South africa’s post-election unity government a complex puzzle.

Talks to forge South Africa’s post-election unity government face the daunting challenge of reconciling parties with highly contradictory goals, such as seizing white-owned farms and mines, abandoning Black empowerment policies, and rewriting the constitution.

The Challenge of Harmonizing Divergent Visions

The African National Congress (ANC) must harmonize these divergent and often hostile visions to ensure government stability, decision-making ability, and clear policy priorities over the next five years. This endeavor will test Nelson Mandela’s 1994 aspiration for a “rainbow nation at peace with itself” as politicians navigate historical ethnic and racial tensions starkly exposed by the May 29 election.

“It’s polarised politics on steroids,” said Piers Pigou, Southern Africa Programme Head at the Institute for Security Studies. “It suggests we’re going into a really messy, fluid period.”

Race Against Time

The ANC, which ruled unopposed for 30 years before losing its majority with just 40% of last month’s vote, is racing to form a unity government with its rivals to stay in power. They have until parliament’s first sitting on Friday to reach an agreement. President Cyril Ramaphosa has expressed a preference for a government of national unity involving multiple parties rather than a formal coalition with one or two.

Heightened Tensions and Hardened Positions

In the two weeks since the election, parties have hardened their positions and exchanged insults instead of seeking common ground. ANC chair Gwede Mantashe’s attribution of ex-leader Jacob Zuma’s uMkhonto we Sizwe (MK) party’s success to “Zulu tribalism” provoked a backlash from Zulus and the MK, who called the remark “dangerous and offensive.” Zuma, meanwhile, has claimed widespread fraud in an election that observers and other parties deemed free and fair.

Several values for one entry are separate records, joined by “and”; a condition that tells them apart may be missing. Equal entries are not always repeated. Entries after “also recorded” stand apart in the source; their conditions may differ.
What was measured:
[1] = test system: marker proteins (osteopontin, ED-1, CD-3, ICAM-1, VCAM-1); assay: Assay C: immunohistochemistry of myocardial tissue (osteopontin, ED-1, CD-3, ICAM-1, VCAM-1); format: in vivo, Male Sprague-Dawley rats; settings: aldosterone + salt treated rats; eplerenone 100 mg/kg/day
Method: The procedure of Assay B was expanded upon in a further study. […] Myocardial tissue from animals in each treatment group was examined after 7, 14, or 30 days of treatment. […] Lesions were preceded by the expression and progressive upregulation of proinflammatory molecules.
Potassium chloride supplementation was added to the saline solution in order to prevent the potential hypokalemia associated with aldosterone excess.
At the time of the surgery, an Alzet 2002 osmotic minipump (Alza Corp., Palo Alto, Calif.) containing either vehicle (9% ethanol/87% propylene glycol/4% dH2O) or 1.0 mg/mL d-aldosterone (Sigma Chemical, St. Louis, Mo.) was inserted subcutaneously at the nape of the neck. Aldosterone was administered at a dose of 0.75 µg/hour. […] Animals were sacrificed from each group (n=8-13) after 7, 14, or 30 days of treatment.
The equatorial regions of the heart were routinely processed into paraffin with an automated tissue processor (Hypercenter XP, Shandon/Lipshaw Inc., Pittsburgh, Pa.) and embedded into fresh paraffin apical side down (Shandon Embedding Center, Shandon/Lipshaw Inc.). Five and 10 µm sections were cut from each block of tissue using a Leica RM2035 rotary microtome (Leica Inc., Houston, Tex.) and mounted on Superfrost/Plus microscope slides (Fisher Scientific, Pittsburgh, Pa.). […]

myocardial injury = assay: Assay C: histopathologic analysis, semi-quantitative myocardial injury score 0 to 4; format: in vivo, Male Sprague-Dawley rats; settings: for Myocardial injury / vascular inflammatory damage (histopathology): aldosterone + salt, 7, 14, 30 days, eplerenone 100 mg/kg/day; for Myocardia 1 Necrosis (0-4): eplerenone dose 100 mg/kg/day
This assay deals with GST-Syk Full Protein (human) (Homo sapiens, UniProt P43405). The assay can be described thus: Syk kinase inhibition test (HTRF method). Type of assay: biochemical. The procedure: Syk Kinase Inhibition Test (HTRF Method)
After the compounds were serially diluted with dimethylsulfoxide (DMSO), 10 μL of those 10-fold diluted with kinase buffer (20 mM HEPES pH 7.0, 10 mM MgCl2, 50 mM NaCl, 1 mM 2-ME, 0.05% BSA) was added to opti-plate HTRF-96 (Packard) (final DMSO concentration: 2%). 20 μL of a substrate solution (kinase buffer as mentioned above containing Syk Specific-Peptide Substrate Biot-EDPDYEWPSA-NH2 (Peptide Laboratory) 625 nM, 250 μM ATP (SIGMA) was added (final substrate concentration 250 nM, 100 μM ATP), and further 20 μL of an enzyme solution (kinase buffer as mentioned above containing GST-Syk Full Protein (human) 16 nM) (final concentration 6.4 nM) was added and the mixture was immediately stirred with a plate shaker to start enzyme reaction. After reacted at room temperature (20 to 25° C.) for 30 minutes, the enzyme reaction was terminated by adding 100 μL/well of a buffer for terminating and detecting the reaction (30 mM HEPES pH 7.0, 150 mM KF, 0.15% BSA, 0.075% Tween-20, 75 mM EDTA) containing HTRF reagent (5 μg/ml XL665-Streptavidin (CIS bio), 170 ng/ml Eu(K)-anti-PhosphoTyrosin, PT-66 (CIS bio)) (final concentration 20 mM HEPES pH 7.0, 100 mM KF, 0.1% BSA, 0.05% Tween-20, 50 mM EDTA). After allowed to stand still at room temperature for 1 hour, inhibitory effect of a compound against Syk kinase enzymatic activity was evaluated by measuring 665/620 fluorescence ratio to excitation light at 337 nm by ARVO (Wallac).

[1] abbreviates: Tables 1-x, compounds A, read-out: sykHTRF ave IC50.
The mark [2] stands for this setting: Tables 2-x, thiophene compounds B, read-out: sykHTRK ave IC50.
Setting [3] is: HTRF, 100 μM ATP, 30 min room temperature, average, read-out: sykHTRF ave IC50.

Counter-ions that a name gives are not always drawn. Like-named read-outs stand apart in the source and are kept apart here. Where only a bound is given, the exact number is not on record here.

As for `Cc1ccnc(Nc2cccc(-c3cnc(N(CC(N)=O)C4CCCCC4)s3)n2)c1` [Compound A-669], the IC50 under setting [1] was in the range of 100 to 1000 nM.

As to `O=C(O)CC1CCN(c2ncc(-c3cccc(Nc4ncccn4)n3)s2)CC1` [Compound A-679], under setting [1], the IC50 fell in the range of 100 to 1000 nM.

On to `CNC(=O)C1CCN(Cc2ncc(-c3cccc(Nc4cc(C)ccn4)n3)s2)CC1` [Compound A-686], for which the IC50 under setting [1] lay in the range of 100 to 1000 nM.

Historical Echoes and Current Divisions

Mandela’s national unity government in 1994 was not born out of political necessity but aimed to reassure a nation divided by apartheid that no group would ever be marginalized again. The recent election, however, revealed that South Africa remains deeply divided along ethnic and racial lines.

“Parties that did well in this election … campaigned on very narrow nationalistic identity politics,” said Oscar van Heerden, an ANC insider, author, and senior research fellow at the University of Johannesburg. The election has set back progress toward “a united, non-racial society,” he added.

Diverse Party Support Bases

The MK garnered nearly half the vote in Zuma’s Zulu heartland of Kwazulu-Natal, while the Democratic Alliance (DA) remains overwhelmingly popular with whites, securing 22% of the vote. The far-left Economic Freedom Fighters (EFF) command significant support among urban Blacks, while the ANC retains strong loyalty among rural Black voters. The Patriotic Alliance, which campaigns to defend coloured people, secured 2% of the vote.

Forming Alliances: A Complex Equation

Investors view an ANC-DA alliance as the most market-friendly, but ANC officials have rejected this option, seeing the DA as a party of white privilege and a long-term vote loser. Instead, the ANC aims to dilute the DA’s influence in any coalition by including smaller parties.

“If Ramaphosa just went into a coalition with the DA … that would be suicide for the party’s unity,” said Nicole Beardsworth, University of Witwatersrand research fellow. The ANC, a broad church comprising neoliberals and left-wing factions like the Communist Party and the Congress of South African Trade Unions, must balance demands from its left wing by bringing in smaller, more radical parties.

The Path Ahead: Cohesive Policy-Making Challenges

Finding consensus to create a functioning government that can revitalize South Africa’s flagging economy is fraught with challenges. The ANC and EFF support expropriating white-owned land, a policy opposed by the DA. The DA wants to scrap Black empowerment policies, a move unacceptable to the ANC. The EFF and MK party seek to overhaul the constitution for different reasons, while the DA refuses to work with either MK or EFF. Moreover, Zuma’s party demands Ramaphosa’s resignation, a condition he firmly rejects.


The task of forming a unity government in South Africa involves navigating a minefield of conflicting goals and entrenched positions. How well the ANC manages to reconcile these differences will determine the stability and effectiveness of the government, impacting the nation’s future trajectory and the realization of Mandela’s vision of a unified, peaceful “rainbow nation.”